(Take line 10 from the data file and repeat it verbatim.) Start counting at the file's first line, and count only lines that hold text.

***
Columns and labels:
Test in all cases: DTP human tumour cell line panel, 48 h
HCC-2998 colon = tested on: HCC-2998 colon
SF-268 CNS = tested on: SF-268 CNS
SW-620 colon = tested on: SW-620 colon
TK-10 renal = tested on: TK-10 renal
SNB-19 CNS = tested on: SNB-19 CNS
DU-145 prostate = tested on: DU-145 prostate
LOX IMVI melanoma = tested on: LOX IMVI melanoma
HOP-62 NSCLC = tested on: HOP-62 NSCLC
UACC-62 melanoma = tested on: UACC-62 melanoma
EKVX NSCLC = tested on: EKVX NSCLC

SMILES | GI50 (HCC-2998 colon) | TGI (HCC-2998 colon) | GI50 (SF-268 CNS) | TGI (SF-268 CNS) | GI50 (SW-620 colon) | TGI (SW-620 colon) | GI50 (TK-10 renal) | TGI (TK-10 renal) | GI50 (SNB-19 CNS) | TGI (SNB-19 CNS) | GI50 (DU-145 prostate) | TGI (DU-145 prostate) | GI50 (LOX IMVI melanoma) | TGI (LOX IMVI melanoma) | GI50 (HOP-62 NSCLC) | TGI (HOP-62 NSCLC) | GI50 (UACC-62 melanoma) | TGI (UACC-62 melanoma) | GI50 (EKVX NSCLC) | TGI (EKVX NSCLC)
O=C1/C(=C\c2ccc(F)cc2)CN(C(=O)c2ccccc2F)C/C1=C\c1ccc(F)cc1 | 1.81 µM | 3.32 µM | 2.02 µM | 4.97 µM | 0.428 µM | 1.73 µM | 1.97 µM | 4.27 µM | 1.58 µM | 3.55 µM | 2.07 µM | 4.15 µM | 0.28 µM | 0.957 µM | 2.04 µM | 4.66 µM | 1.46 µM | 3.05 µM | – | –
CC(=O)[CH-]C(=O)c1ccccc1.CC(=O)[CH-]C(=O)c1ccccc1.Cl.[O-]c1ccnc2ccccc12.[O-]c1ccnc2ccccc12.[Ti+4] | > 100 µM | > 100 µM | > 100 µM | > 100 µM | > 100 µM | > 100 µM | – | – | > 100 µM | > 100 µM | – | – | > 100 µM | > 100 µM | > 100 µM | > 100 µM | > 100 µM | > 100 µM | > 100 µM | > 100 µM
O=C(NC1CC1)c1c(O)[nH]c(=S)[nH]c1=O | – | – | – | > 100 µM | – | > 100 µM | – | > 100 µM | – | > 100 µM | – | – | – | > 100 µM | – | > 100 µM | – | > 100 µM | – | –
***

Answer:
HOP-62 NSCLC = tested on: HOP-62 NSCLC